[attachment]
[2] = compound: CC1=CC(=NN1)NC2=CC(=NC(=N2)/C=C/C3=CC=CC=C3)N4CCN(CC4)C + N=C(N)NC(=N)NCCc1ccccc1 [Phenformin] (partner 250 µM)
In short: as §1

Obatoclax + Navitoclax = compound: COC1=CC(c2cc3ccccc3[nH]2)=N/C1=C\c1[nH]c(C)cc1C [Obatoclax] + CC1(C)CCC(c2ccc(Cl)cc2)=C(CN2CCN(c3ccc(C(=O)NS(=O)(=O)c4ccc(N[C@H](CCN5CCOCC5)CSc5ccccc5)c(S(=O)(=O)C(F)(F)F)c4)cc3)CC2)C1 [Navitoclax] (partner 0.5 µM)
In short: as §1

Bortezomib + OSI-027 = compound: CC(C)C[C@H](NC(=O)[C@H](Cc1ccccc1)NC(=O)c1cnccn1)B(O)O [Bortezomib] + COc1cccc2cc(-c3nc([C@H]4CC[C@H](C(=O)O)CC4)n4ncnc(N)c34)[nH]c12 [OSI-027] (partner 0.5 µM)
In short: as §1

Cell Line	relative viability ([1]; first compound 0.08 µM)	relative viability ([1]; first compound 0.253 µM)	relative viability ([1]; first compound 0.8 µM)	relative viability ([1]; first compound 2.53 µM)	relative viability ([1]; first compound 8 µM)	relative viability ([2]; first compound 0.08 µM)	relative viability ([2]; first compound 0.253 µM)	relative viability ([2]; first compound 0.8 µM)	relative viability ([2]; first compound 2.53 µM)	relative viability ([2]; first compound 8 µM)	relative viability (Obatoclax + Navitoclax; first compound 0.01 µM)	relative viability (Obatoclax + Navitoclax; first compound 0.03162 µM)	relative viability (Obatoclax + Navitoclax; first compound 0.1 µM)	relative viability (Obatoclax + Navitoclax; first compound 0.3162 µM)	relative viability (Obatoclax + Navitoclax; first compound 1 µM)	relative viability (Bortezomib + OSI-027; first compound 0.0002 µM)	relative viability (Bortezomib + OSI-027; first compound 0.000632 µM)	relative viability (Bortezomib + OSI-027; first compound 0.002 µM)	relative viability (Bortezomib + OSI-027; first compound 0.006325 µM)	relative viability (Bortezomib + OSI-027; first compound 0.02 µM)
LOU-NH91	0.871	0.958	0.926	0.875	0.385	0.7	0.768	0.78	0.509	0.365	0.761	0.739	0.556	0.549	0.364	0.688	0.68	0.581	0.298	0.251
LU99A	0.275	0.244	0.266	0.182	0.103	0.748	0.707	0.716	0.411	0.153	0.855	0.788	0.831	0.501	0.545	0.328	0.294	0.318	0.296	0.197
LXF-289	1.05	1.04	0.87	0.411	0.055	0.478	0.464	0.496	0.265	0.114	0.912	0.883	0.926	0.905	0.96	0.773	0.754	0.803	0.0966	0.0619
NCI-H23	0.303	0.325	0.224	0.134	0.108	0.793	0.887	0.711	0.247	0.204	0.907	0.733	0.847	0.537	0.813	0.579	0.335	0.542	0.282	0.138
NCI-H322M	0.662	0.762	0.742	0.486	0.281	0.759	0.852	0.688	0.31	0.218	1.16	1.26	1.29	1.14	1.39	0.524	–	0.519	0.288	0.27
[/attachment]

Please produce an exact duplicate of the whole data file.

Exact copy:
[2] = compound: CC1=CC(=NN1)NC2=CC(=NC(=N2)/C=C/C3=CC=CC=C3)N4CCN(CC4)C + N=C(N)NC(=N)NCCc1ccccc1 [Phenformin] (partner 250 µM)
In short: as §1

Obatoclax + Navitoclax = compound: COC1=CC(c2cc3ccccc3[nH]2)=N/C1=C\c1[nH]c(C)cc1C [Obatoclax] + CC1(C)CCC(c2ccc(Cl)cc2)=C(CN2CCN(c3ccc(C(=O)NS(=O)(=O)c4ccc(N[C@H](CCN5CCOCC5)CSc5ccccc5)c(S(=O)(=O)C(F)(F)F)c4)cc3)CC2)C1 [Navitoclax] (partner 0.5 µM)
In short: as §1

Bortezomib + OSI-027 = compound: CC(C)C[C@H](NC(=O)[C@H](Cc1ccccc1)NC(=O)c1cnccn1)B(O)O [Bortezomib] + COc1cccc2cc(-c3nc([C@H]4CC[C@H](C(=O)O)CC4)n4ncnc(N)c34)[nH]c12 [OSI-027] (partner 0.5 µM)
In short: as §1

Cell Line	relative viability ([1]; first compound 0.08 µM)	relative viability ([1]; first compound 0.253 µM)	relative viability ([1]; first compound 0.8 µM)	relative viability ([1]; first compound 2.53 µM)	relative viability ([1]; first compound 8 µM)	relative viability ([2]; first compound 0.08 µM)	relative viability ([2]; first compound 0.253 µM)	relative viability ([2]; first compound 0.8 µM)	relative viability ([2]; first compound 2.53 µM)	relative viability ([2]; first compound 8 µM)	relative viability (Obatoclax + Navitoclax; first compound 0.01 µM)	relative viability (Obatoclax + Navitoclax; first compound 0.03162 µM)	relative viability (Obatoclax + Navitoclax; first compound 0.1 µM)	relative viability (Obatoclax + Navitoclax; first compound 0.3162 µM)	relative viability (Obatoclax + Navitoclax; first compound 1 µM)	relative viability (Bortezomib + OSI-027; first compound 0.0002 µM)	relative viability (Bortezomib + OSI-027; first compound 0.000632 µM)	relative viability (Bortezomib + OSI-027; first compound 0.002 µM)	relative viability (Bortezomib + OSI-027; first compound 0.006325 µM)	relative viability (Bortezomib + OSI-027; first compound 0.02 µM)
LOU-NH91	0.871	0.958	0.926	0.875	0.385	0.7	0.768	0.78	0.509	0.365	0.761	0.739	0.556	0.549	0.364	0.688	0.68	0.581	0.298	0.251
LU99A	0.275	0.244	0.266	0.182	0.103	0.748	0.707	0.716	0.411	0.153	0.855	0.788	0.831	0.501	0.545	0.328	0.294	0.318	0.296	0.197
LXF-289	1.05	1.04	0.87	0.411	0.055	0.478	0.464	0.496	0.265	0.114	0.912	0.883	0.926	0.905	0.96	0.773	0.754	0.803	0.0966	0.0619
NCI-H23	0.303	0.325	0.224	0.134	0.108	0.793	0.887	0.711	0.247	0.204	0.907	0.733	0.847	0.537	0.813	0.579	0.335	0.542	0.282	0.138
NCI-H322M	0.662	0.762	0.742	0.486	0.281	0.759	0.852	0.688	0.31	0.218	1.16	1.26	1.29	1.14	1.39	0.524	–	0.519	0.288	0.27